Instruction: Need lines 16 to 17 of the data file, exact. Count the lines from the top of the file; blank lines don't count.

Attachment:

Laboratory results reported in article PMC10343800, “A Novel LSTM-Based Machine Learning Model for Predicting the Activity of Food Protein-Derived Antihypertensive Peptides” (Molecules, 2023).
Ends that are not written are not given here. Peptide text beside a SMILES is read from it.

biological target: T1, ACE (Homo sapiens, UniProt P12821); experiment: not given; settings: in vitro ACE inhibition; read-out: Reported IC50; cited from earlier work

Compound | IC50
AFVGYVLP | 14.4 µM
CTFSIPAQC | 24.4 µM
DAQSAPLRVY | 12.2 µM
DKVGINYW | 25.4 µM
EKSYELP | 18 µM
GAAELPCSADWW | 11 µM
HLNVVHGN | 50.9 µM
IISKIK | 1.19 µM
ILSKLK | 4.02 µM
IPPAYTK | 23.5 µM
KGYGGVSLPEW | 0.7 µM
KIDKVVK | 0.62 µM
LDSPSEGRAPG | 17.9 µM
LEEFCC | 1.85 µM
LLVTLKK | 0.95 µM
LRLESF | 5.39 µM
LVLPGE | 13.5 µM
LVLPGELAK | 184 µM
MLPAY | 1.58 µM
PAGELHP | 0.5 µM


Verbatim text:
KIDKVVK | 0.62 µM
LDSPSEGRAPG | 17.9 µM